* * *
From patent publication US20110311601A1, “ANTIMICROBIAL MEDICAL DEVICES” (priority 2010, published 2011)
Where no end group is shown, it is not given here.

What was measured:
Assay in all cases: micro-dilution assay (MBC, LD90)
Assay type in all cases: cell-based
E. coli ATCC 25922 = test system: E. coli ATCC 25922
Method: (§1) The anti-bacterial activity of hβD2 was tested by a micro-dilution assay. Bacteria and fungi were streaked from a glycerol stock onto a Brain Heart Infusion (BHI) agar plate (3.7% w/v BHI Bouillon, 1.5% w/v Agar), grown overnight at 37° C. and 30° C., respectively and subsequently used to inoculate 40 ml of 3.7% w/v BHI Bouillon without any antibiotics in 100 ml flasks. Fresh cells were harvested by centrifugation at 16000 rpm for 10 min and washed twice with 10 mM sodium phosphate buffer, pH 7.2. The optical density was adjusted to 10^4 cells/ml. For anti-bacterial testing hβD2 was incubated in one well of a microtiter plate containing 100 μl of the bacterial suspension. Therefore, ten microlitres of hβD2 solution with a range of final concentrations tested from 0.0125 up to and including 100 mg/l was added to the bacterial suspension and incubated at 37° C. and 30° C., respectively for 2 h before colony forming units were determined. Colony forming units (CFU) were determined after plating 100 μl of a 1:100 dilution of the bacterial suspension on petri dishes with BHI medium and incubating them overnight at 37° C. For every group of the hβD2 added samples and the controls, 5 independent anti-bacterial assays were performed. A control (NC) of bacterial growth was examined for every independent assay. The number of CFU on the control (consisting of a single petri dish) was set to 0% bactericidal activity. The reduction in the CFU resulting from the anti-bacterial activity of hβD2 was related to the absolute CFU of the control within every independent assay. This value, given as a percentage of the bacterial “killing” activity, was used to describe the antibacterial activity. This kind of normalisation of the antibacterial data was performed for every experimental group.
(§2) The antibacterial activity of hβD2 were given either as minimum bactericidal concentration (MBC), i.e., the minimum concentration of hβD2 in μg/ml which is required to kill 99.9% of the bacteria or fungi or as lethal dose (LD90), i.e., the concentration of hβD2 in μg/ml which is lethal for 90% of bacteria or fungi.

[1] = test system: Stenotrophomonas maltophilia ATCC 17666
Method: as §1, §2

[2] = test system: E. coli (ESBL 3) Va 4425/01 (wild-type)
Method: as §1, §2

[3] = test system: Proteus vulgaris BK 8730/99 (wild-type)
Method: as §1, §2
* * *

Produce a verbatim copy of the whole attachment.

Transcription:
From patent publication US20110311601A1, “ANTIMICROBIAL MEDICAL DEVICES” (priority 2010, published 2011)
Where no end group is shown, it is not given here.

What was measured:
Assay in all cases: micro-dilution assay (MBC, LD90)
Assay type in all cases: cell-based
E. coli ATCC 25922 = test system: E. coli ATCC 25922
Method: (§1) The anti-bacterial activity of hβD2 was tested by a micro-dilution assay. Bacteria and fungi were streaked from a glycerol stock onto a Brain Heart Infusion (BHI) agar plate (3.7% w/v BHI Bouillon, 1.5% w/v Agar), grown overnight at 37° C. and 30° C., respectively and subsequently used to inoculate 40 ml of 3.7% w/v BHI Bouillon without any antibiotics in 100 ml flasks. Fresh cells were harvested by centrifugation at 16000 rpm for 10 min and washed twice with 10 mM sodium phosphate buffer, pH 7.2. The optical density was adjusted to 10^4 cells/ml. For anti-bacterial testing hβD2 was incubated in one well of a microtiter plate containing 100 μl of the bacterial suspension. Therefore, ten microlitres of hβD2 solution with a range of final concentrations tested from 0.0125 up to and including 100 mg/l was added to the bacterial suspension and incubated at 37° C. and 30° C., respectively for 2 h before colony forming units were determined. Colony forming units (CFU) were determined after plating 100 μl of a 1:100 dilution of the bacterial suspension on petri dishes with BHI medium and incubating them overnight at 37° C. For every group of the hβD2 added samples and the controls, 5 independent anti-bacterial assays were performed. A control (NC) of bacterial growth was examined for every independent assay. The number of CFU on the control (consisting of a single petri dish) was set to 0% bactericidal activity. The reduction in the CFU resulting from the anti-bacterial activity of hβD2 was related to the absolute CFU of the control within every independent assay. This value, given as a percentage of the bacterial “killing” activity, was used to describe the antibacterial activity. This kind of normalisation of the antibacterial data was performed for every experimental group.
(§2) The antibacterial activity of hβD2 were given either as minimum bactericidal concentration (MBC), i.e., the minimum concentration of hβD2 in μg/ml which is required to kill 99.9% of the bacteria or fungi or as lethal dose (LD90), i.e., the concentration of hβD2 in μg/ml which is lethal for 90% of bacteria or fungi.

[1] = test system: Stenotrophomonas maltophilia ATCC 17666
Method: as §1, §2

[2] = test system: E. coli (ESBL 3) Va 4425/01 (wild-type)
Method: as §1, §2

[3] = test system: Proteus vulgaris BK 8730/99 (wild-type)
Method: as §1, §2